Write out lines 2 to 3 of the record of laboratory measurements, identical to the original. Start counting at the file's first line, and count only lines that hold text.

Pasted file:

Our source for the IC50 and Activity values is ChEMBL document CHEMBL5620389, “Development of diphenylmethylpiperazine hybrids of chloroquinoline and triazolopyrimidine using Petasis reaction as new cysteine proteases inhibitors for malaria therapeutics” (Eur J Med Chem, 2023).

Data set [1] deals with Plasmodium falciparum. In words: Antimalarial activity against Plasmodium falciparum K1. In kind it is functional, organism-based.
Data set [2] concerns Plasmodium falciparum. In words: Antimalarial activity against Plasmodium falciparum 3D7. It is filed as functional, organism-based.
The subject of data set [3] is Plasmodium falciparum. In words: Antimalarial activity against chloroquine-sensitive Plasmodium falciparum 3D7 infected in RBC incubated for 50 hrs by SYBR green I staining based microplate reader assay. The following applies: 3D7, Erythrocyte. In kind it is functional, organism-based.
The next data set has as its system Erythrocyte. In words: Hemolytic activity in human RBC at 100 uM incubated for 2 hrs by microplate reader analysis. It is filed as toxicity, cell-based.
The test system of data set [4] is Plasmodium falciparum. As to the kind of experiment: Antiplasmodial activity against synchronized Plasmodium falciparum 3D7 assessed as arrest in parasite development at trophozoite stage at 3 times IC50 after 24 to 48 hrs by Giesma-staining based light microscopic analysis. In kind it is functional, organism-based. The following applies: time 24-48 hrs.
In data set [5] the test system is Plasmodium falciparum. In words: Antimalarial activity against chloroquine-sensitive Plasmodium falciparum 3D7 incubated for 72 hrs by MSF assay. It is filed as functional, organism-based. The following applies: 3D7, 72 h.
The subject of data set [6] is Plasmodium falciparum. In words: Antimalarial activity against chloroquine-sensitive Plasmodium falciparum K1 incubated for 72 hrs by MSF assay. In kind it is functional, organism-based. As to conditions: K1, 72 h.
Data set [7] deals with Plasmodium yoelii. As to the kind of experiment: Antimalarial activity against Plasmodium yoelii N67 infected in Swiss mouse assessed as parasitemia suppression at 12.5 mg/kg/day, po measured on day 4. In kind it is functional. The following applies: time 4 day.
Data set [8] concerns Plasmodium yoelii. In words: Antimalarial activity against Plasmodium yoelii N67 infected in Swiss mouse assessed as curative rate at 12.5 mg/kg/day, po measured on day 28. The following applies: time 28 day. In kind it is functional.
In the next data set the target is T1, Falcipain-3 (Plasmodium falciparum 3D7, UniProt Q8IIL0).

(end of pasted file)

Data set [1] deals with Plasmodium falciparum. In words: Antimalarial activity against Plasmodium falciparum K1. In kind it is functional, organism-based.
Data set [2] concerns Plasmodium falciparum. In words: Antimalarial activity against Plasmodium falciparum 3D7. It is filed as functional, organism-based.